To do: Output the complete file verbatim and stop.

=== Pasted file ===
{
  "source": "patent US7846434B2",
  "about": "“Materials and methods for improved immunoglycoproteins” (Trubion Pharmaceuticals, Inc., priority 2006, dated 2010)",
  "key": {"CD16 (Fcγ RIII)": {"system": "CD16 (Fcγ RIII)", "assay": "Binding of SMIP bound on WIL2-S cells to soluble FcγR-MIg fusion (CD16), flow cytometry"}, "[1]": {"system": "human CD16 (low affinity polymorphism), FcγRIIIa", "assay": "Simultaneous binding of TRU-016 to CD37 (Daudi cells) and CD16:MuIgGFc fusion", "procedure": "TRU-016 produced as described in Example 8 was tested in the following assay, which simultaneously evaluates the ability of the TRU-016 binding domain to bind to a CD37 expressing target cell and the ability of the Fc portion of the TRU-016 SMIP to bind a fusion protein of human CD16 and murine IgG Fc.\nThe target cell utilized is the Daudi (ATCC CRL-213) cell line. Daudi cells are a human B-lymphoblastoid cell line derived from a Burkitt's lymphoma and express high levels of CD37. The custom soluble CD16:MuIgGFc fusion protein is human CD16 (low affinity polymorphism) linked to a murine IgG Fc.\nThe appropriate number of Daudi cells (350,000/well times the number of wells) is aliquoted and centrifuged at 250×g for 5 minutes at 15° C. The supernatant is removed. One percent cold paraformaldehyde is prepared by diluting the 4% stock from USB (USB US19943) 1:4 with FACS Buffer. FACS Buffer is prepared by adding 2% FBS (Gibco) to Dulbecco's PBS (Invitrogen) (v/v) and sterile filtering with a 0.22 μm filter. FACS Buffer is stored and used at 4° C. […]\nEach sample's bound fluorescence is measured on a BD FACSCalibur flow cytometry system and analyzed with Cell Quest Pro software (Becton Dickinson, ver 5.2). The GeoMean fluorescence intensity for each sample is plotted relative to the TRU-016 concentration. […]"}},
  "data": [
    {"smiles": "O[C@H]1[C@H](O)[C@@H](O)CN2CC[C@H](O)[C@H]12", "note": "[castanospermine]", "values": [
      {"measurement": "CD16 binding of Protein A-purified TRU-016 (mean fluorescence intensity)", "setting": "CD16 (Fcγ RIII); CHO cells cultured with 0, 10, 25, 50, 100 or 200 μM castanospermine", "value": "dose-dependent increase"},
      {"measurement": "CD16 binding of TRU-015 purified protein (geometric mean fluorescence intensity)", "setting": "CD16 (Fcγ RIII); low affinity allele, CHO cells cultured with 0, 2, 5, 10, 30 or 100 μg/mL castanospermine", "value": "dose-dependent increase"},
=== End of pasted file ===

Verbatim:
{
  "source": "patent US7846434B2",
  "about": "“Materials and methods for improved immunoglycoproteins” (Trubion Pharmaceuticals, Inc., priority 2006, dated 2010)",
  "key": {"CD16 (Fcγ RIII)": {"system": "CD16 (Fcγ RIII)", "assay": "Binding of SMIP bound on WIL2-S cells to soluble FcγR-MIg fusion (CD16), flow cytometry"}, "[1]": {"system": "human CD16 (low affinity polymorphism), FcγRIIIa", "assay": "Simultaneous binding of TRU-016 to CD37 (Daudi cells) and CD16:MuIgGFc fusion", "procedure": "TRU-016 produced as described in Example 8 was tested in the following assay, which simultaneously evaluates the ability of the TRU-016 binding domain to bind to a CD37 expressing target cell and the ability of the Fc portion of the TRU-016 SMIP to bind a fusion protein of human CD16 and murine IgG Fc.\nThe target cell utilized is the Daudi (ATCC CRL-213) cell line. Daudi cells are a human B-lymphoblastoid cell line derived from a Burkitt's lymphoma and express high levels of CD37. The custom soluble CD16:MuIgGFc fusion protein is human CD16 (low affinity polymorphism) linked to a murine IgG Fc.\nThe appropriate number of Daudi cells (350,000/well times the number of wells) is aliquoted and centrifuged at 250×g for 5 minutes at 15° C. The supernatant is removed. One percent cold paraformaldehyde is prepared by diluting the 4% stock from USB (USB US19943) 1:4 with FACS Buffer. FACS Buffer is prepared by adding 2% FBS (Gibco) to Dulbecco's PBS (Invitrogen) (v/v) and sterile filtering with a 0.22 μm filter. FACS Buffer is stored and used at 4° C. […]\nEach sample's bound fluorescence is measured on a BD FACSCalibur flow cytometry system and analyzed with Cell Quest Pro software (Becton Dickinson, ver 5.2). The GeoMean fluorescence intensity for each sample is plotted relative to the TRU-016 concentration. […]"}},
  "data": [
    {"smiles": "O[C@H]1[C@H](O)[C@@H](O)CN2CC[C@H](O)[C@H]12", "note": "[castanospermine]", "values": [
      {"measurement": "CD16 binding of Protein A-purified TRU-016 (mean fluorescence intensity)", "setting": "CD16 (Fcγ RIII); CHO cells cultured with 0, 10, 25, 50, 100 or 200 μM castanospermine", "value": "dose-dependent increase"},
      {"measurement": "CD16 binding of TRU-015 purified protein (geometric mean fluorescence intensity)", "setting": "CD16 (Fcγ RIII); low affinity allele, CHO cells cultured with 0, 2, 5, 10, 30 or 100 μg/mL castanospermine", "value": "dose-dependent increase"},